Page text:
Working in the woods

Posted by Ken Campbell March 21, 2010 0 Comment 874 views
It used to be that when people talked about “harvesting” the local forests, they were talking about trees. Still are, in some places. Other locations, however, they’re talking about the smaller stuff, moss, salal and slender stalks of beargrass, used mostly as decorative pieces of floral arrangements, not only here in this country, but around the world. It’s big business.

How big? How does $250 million a year sound? (And that’s just the legal part of the business.) In a 2004 study, Oregon State University professor Patricia Muir estimated that the commercial sale of moss, presumed to be worth $5.5 million a year, could actually be $165 million because of poaching. And that’s for moss only. The forest biz is big enough that people, many of them undocumented immigrants, are robbed, beaten and shot over who gets to pick where. Pickers operating illegally often work after dark, heisting truckloads of vegetation off of public and private lands alike. It’s an industry that mercilessly exploits its workers; the state of Washington has estimated that as many as half of the brush-picking businesses it has audited have been in violation of labor laws, and that doesn’t even begin to address the illicit side of the racket.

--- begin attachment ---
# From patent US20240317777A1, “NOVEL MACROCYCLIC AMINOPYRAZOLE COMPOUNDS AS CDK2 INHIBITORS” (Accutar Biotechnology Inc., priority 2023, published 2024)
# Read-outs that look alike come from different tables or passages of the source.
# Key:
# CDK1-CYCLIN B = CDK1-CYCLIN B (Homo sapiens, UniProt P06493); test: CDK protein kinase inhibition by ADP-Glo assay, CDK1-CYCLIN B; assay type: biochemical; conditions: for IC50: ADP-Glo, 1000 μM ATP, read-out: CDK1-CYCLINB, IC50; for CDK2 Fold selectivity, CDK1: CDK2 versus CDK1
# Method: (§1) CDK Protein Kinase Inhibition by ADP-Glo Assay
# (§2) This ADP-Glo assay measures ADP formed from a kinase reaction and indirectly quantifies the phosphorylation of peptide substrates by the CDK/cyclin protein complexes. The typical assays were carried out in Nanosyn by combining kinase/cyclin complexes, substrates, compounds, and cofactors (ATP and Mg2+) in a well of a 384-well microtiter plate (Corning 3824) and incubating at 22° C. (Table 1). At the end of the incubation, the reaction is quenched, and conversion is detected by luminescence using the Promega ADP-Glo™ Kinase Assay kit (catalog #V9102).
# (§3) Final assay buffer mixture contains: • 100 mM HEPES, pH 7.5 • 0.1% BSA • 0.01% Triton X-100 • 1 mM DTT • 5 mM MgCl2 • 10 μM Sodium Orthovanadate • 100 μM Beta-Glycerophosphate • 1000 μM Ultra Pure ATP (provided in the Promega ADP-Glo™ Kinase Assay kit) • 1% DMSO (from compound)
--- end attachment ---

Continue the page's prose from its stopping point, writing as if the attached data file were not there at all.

It’s a sordid tale, and one that most of us (myself included), know nothing about. Even the people who are supposed to know about what’s going on – the foresters, the law enforcement types, the government – they don’t know much more than the rest of us.

Mossy Mom, out of Shelton, has a couple of photos of pickers on her site, walking away from her, down a gravel road, their pack frames piled high with greenery. It seems right that the images, although powerful, are blurry and indistinct, just like the entire forest products industry.

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